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Open and closed NA meetings


Open and closed NA meetings

This article was generated by the World Service Board of Trustees in August 1987 in response to the needs of the fellowship.  This bulletin was revised during the 1995-1996 conference year.

Our purpose in addressing open and closed NA meetings is to help NA members understand precisely what NA meetings can offer to both addicts and non-addicts.  There are different types of NA meetings which serve different purposes.  Communication from the fellowship has revealed the need to understand what role the different types play in carrying our message.

The population at large is gaining an increased awareness of our fellowship, and has an increased interest in our meetings.  The board of trustees has received reports of confusion arising when interested non-addicts or people who are not sure if they are addicts attend NA meetings.  This confusion can be magnified when these individuals participate in our meetings.

Our message of recovery in meetings can be clouded or diluted when people such as parents, spouses, therapists, members of other fellowships, or others who are not NA members share or speak at NA meetings.

We always encourage respect, tact, and diplomacy when confronted with circumstances where non-addicts attend regular NA meetings.  Most of these occasions do not present continuing problems for our groups. However, with continued growth and increased awareness about NA, all of us must look ahead.  It is our belief that, by gaining clarity about open and closed NA meetings, our members can be prepared to carry the message of recovery from drug addiction to addicts, as well as sharing our message to others who are interested.

The World Service Board of Trustees recommends the following guidelines and definitions:

1.  A Narcotics Anonymous meeting, whether it is open or closed, is a refuge for addicts.  It is intended to be a safe and beneficial place where an addict can hear about and participate in recovery from the disease of drug addiction.  As much as we might like to, we cannot be all things to all people.

2.  A closed meeting in Narcotics Anonymous is for those individuals who identify themselves as addicts or for those who are uncertain and think they might have a drug problem.  A closed Narcotics Anonymous meeting provides a freedom that is necessary for more personal and intimate sharing by Narcotics Anonymous members.  It does so by providing an atmosphere in which addicts can feel more certain that those attending will be able to identify with them, and share their own experience, strength, and hope.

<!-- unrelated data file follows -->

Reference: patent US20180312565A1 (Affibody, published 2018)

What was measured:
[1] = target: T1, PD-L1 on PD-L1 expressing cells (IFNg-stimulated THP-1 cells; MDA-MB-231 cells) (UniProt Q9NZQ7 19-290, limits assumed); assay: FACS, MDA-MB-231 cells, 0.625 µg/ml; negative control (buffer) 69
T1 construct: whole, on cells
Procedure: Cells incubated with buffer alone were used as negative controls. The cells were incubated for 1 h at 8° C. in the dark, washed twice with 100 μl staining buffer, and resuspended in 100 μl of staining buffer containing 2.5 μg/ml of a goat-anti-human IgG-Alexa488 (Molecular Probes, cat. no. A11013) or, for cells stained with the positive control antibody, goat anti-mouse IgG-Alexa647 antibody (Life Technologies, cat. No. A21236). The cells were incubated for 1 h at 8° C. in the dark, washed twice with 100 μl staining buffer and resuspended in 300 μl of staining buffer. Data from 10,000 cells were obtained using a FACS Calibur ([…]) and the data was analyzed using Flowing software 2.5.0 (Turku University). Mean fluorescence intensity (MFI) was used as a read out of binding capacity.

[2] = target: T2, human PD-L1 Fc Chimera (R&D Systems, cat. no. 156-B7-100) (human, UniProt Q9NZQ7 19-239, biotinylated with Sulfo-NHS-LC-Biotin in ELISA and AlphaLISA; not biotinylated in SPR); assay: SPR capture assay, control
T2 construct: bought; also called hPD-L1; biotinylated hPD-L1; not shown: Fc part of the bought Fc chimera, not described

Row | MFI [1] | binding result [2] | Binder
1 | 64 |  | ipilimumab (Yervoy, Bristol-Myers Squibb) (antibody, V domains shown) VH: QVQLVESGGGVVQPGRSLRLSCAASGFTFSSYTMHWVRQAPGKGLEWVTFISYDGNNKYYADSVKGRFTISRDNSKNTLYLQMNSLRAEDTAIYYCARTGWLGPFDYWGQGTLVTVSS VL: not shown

3.  An open meeting is an NA meeting that may be attended by anyone (e.g., judges, probation officers, professionals, family members) interested in how we have found recovery from the disease of addiction.  Verbal participation, however, is limited to NA members only.  An open meeting in Narcotics Anonymous allows people from outside of the fellowship to observe what Narcotics Anonymous is and how it functions.  This can be very helpful to those individuals who are striving to reach a decision regarding their personal status as an addict.  An open meeting in Narcotics Anonymous is one method our groups use to achieve their primary purpose of carrying the message to the addict who still suffers.  Some groups also have open meetings as a way of allowing non-addict friends and relatives of NA members to celebrate recovery anniversaries with them.

4.  Our service structure provides an avenue for non-addict participation in Narcotics Anonymous.  In addition to recognizing the need for and value of non-addict trustees (A Guide to World Services in NA) and non-addict special workers (Tradition Eight), the fellowship has approved material (A Guide to Public Information) which provides for public information community meetings.  These meetings are the vehicle for service committee efforts which are aimed at communicating information about our fellowship to the general public.  These are not regular NA meetings, and they are the preferred approach to informing the general public about Narcotics Anonymous.  This approach avoids confusion, presents no threat to anonymity, does not affect the NA message in regular meetings, and allows us to continue our recovery and service while at the same time meeting the needs of non-addicts who are interested in NA.

(Reprinted from The NA Way Magazine, December 1987.)

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